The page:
Macaques, like humans, are wide-ranging primates that prosper in many different environments, and as a result, both macaques and humans have been described as “weed species” (1). Apart from choking out your garden and littering your sidewalk, both primate and non-primate weed species are extremely successful at adapting to new conditions and living alongside humans in both wild and urban environments, just like those dandelions we love/hate so much.
Four species of macaque are given this designation: Macaca mulatta (rhesus macaque), Macaca fascicularis (crab-eating macaque), Macaca sinica (Lankan toque macaque), and Macaca radiata (Indian bonnet macaque) (1). Many factors contribute to the success of these species, but high fertility rates, feeding adaptations, and social structures based on how females are related to one another (matrilineal) help these groups thrive. These factors allow weed species to have offspring more often than other groups, eat almost anything, and experience less female-female competition for mates.
But, their weed species status isn’t even the coolest thing about macaques.
The Macaca genus is the second most widespread group of primates in the world, just behind humans (1). Macaques live in Japan, India, China, southeastern Asia, the Straits of Gibraltar connecting Spain and Morocco (in Europe), Pakistan, and Afghanistan. Some macaques have even been brought to the Americas (Cayo Santiago, Puerto Rico and San Antonio, Texas) and live in large colonies with food provided by caretakers. To be able to live in so many different environments (desert, snowy mountains, forest, etc.), macaques have found ways to deal with the resources and extreme conditions in each place. In the mountains of Japan, macaques wade in hot springs to keep warm in the winter. This same species of macaque washes sand off sweet potatoes in the water before eating them (2). In Asian cities such as Bangkok and New Delhi, macaques raid agricultural fields, beg for food, and even steal food if necessary (3). In Sulawesi, Indonesia, one macaque even took a selfie on a tourist’s camera (4)! In fact, a lawsuit ensued, and this tourist found himself in a very strange court battle. You can read more about this case here and here.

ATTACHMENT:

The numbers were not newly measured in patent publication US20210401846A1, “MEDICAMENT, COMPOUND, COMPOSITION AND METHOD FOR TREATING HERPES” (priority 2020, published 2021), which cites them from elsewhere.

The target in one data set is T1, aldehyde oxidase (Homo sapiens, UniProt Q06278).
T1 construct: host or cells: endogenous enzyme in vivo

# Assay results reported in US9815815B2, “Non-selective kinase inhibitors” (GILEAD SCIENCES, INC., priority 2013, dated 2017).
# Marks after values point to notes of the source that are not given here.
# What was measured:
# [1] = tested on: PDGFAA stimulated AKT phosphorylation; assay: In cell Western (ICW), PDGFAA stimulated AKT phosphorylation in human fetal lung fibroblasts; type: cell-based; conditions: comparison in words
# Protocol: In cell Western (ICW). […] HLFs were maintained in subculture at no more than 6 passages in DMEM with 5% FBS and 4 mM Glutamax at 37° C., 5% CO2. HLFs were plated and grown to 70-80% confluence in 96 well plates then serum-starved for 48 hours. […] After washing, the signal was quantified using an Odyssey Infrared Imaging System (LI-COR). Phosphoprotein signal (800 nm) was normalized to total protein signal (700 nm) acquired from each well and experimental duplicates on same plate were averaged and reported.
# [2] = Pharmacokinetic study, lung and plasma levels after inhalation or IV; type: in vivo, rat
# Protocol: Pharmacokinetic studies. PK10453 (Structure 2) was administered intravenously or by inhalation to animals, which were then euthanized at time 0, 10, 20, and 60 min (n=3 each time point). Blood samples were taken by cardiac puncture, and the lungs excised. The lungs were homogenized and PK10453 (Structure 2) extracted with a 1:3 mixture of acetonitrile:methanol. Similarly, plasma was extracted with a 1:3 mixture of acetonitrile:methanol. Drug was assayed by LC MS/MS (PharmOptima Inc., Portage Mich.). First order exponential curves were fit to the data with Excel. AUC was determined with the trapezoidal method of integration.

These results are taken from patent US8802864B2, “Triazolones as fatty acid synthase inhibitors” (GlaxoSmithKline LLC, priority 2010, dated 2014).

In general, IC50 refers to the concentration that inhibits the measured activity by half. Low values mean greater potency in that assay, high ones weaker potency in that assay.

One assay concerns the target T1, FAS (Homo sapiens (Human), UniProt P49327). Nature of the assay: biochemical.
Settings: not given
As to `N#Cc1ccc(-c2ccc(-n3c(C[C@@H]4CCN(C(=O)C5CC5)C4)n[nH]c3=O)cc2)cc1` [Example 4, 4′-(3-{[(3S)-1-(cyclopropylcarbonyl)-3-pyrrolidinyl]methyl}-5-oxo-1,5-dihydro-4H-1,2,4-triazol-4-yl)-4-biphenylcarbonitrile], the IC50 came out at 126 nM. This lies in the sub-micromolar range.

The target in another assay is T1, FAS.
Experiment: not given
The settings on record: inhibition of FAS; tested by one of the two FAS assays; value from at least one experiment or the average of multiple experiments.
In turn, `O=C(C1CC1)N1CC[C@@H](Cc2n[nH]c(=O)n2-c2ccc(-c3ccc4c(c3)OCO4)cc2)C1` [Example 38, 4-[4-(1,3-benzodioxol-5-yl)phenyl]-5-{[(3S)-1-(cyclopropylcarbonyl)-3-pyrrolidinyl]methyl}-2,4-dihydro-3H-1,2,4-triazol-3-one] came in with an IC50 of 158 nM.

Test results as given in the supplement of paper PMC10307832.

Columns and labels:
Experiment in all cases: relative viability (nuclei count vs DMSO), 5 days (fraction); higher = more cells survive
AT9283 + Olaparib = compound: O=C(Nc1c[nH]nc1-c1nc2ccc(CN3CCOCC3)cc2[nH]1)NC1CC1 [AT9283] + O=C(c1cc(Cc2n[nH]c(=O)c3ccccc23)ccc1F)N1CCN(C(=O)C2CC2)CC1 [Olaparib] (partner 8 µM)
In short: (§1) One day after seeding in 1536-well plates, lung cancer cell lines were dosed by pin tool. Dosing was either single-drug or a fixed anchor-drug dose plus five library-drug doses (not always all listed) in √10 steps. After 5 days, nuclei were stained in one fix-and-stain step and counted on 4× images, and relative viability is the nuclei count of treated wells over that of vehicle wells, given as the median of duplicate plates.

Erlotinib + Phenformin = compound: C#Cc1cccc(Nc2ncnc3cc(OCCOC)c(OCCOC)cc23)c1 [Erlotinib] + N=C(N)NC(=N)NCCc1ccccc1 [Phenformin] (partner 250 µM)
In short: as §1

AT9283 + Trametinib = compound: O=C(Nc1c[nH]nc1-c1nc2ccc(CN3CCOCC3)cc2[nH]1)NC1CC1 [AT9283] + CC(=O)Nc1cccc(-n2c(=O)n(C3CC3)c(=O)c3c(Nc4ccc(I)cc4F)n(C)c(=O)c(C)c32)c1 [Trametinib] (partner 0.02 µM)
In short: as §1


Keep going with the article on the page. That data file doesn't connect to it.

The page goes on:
Few primates swim, but one group of macaques takes water to the next level. The crab-eating macaques, also called long-tailed macaques, will exploit water resources for food, if needed. This includes crabs, fungi, grasses, and clay (5). But don’t worry, these monkeys aren’t actually weird enough to go around eating dirt for no reason. The clay has potassium in it, an essential nutrient in primate diets. As previously mentioned, macaque species have a wide range of dietary resources. Other macaques are known to eat fruit, insects, flowers, seeds, and invertebrates (6).
Video footage of the crab-eating macaque in action!
The International Union for Conservation of Nature (IUCN) compiles a Red List of species that are threatened and assigns threat statuses to species worldwide. Though some species of macaque are not threatened, others are vulnerable or endangered (7). The pet trade, bush-meat trade, and habitat loss are major drivers toward population decline for macaques. At the rate humans are converting forest to agriculture or urban development, little forest will be left for all of the world’s non-human primates, including macaques. Tea, palm oil, and coffee plantations often take the place of forest because they have greater economic gain. Timber and mining are other forest-clearing activities damaging macaque habitats.
We hope you find the range of macaque diversity as interesting as we do. If you have questions or want further information, please refer to the sources below or email Ashly Romero at firstname.lastname@example.org.
- Meindle et al. (2018). Early Hominids May Have Been Weed Species. PNAS 115(6):1244-1249.
- Hirata et al. (2001). “Sweet Potato Washing” Revisited In Matsuzawa, Primate Origins of Human Cognition and Behavior (pp. 487-508). Tokyo, Japan: Springer.
- Smithsonian Magazine – When Monkeys Move to Town. Retrieved from https://www.smithsonianmag.com/science-nature/when-monkeys-move-to-town-64678785/ in September 2018.
- National Geographic – For These Monkeys, It’s a Fight for Survival. Retrieved from https://www.smithsonianmag.com/science-nature/when-monkeys-move-to-town-64678785/ in September 2018.
- Animal Diversity Web – Macaca fascicularis. Retrieved from https://animaldiversity.org/accounts/Macaca_fascicularis/ in September 2018.
- ARKive – Macaca. Retrieved from http://www.arkive.org/explore/species?q=macaca in September 2018.
- IUCN Red List – Macaca. Retrieved from http://www.iucnredlist.org/search in September 2018.